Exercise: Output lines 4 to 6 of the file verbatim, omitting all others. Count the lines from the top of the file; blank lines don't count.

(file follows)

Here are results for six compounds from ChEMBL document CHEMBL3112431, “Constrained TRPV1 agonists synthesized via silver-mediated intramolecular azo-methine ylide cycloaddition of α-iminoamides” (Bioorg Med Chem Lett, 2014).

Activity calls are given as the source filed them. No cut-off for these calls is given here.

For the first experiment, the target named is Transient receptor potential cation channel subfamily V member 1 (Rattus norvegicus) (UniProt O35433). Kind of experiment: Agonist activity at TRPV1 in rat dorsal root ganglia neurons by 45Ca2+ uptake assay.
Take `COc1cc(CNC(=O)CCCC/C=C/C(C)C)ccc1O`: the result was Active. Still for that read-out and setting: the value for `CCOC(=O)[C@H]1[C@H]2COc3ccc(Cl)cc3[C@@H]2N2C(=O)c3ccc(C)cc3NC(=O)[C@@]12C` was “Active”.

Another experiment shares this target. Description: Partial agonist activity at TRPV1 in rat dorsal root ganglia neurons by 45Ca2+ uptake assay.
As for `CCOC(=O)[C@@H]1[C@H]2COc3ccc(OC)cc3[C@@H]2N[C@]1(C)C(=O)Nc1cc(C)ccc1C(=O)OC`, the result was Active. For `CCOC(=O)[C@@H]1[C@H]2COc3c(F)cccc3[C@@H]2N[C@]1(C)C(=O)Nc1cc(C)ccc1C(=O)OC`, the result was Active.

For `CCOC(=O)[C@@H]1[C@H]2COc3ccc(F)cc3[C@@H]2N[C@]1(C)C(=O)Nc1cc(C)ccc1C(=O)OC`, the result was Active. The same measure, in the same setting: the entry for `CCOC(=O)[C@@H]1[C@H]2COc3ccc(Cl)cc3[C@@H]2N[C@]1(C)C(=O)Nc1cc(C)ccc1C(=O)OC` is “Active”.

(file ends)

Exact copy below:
Take `COc1cc(CNC(=O)CCCC/C=C/C(C)C)ccc1O`: the result was Active. Still for that read-out and setting: the value for `CCOC(=O)[C@H]1[C@H]2COc3ccc(Cl)cc3[C@@H]2N2C(=O)c3ccc(C)cc3NC(=O)[C@@]12C` was “Active”.

Another experiment shares this target. Description: Partial agonist activity at TRPV1 in rat dorsal root ganglia neurons by 45Ca2+ uptake assay.
As for `CCOC(=O)[C@@H]1[C@H]2COc3ccc(OC)cc3[C@@H]2N[C@]1(C)C(=O)Nc1cc(C)ccc1C(=O)OC`, the result was Active. For `CCOC(=O)[C@@H]1[C@H]2COc3c(F)cccc3[C@@H]2N[C@]1(C)C(=O)Nc1cc(C)ccc1C(=O)OC`, the result was Active.